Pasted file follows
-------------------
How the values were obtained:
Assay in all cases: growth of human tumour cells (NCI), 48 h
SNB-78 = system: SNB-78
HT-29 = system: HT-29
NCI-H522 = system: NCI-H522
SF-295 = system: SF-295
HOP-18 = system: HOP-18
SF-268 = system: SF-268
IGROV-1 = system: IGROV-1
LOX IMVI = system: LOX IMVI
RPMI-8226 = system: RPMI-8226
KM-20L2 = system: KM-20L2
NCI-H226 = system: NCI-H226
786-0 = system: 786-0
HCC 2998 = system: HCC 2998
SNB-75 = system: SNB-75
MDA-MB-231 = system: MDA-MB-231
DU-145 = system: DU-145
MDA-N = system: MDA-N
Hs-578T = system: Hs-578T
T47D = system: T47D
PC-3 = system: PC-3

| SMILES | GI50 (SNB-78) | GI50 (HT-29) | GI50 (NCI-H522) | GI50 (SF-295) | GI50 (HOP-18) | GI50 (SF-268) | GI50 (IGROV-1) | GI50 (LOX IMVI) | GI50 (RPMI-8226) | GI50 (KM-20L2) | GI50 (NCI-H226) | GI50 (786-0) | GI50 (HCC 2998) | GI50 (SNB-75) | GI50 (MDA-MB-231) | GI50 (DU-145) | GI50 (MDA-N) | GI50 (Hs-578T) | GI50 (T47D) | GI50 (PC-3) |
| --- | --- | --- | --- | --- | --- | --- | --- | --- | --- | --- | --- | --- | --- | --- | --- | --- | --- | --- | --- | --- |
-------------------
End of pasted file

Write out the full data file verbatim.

How the values were obtained:
Assay in all cases: growth of human tumour cells (NCI), 48 h
SNB-78 = system: SNB-78
HT-29 = system: HT-29
NCI-H522 = system: NCI-H522
SF-295 = system: SF-295
HOP-18 = system: HOP-18
SF-268 = system: SF-268
IGROV-1 = system: IGROV-1
LOX IMVI = system: LOX IMVI
RPMI-8226 = system: RPMI-8226
KM-20L2 = system: KM-20L2
NCI-H226 = system: NCI-H226
786-0 = system: 786-0
HCC 2998 = system: HCC 2998
SNB-75 = system: SNB-75
MDA-MB-231 = system: MDA-MB-231
DU-145 = system: DU-145
MDA-N = system: MDA-N
Hs-578T = system: Hs-578T
T47D = system: T47D
PC-3 = system: PC-3

| SMILES | GI50 (SNB-78) | GI50 (HT-29) | GI50 (NCI-H522) | GI50 (SF-295) | GI50 (HOP-18) | GI50 (SF-268) | GI50 (IGROV-1) | GI50 (LOX IMVI) | GI50 (RPMI-8226) | GI50 (KM-20L2) | GI50 (NCI-H226) | GI50 (786-0) | GI50 (HCC 2998) | GI50 (SNB-75) | GI50 (MDA-MB-231) | GI50 (DU-145) | GI50 (MDA-N) | GI50 (Hs-578T) | GI50 (T47D) | GI50 (PC-3) |
| --- | --- | --- | --- | --- | --- | --- | --- | --- | --- | --- | --- | --- | --- | --- | --- | --- | --- | --- | --- | --- |